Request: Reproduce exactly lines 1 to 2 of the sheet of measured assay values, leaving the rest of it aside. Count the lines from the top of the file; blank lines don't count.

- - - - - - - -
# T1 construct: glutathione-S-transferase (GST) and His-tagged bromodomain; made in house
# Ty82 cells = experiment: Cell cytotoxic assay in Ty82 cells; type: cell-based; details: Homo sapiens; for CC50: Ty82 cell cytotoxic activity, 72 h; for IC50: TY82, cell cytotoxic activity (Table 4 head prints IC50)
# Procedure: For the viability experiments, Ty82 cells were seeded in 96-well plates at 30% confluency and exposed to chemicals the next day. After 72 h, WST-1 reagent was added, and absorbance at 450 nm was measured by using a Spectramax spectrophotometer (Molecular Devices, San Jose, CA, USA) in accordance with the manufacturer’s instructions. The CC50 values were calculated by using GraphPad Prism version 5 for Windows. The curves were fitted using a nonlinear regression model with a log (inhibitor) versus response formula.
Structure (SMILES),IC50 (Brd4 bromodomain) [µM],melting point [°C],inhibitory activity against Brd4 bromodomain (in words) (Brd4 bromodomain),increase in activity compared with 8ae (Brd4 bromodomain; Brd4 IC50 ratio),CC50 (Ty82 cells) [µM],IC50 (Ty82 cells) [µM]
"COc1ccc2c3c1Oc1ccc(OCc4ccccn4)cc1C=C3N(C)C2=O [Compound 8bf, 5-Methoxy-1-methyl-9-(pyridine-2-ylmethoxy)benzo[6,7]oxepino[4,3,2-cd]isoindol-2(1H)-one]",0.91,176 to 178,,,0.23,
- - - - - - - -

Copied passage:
# T1 construct: glutathione-S-transferase (GST) and His-tagged bromodomain; made in house
# Ty82 cells = experiment: Cell cytotoxic assay in Ty82 cells; type: cell-based; details: Homo sapiens; for CC50: Ty82 cell cytotoxic activity, 72 h; for IC50: TY82, cell cytotoxic activity (Table 4 head prints IC50)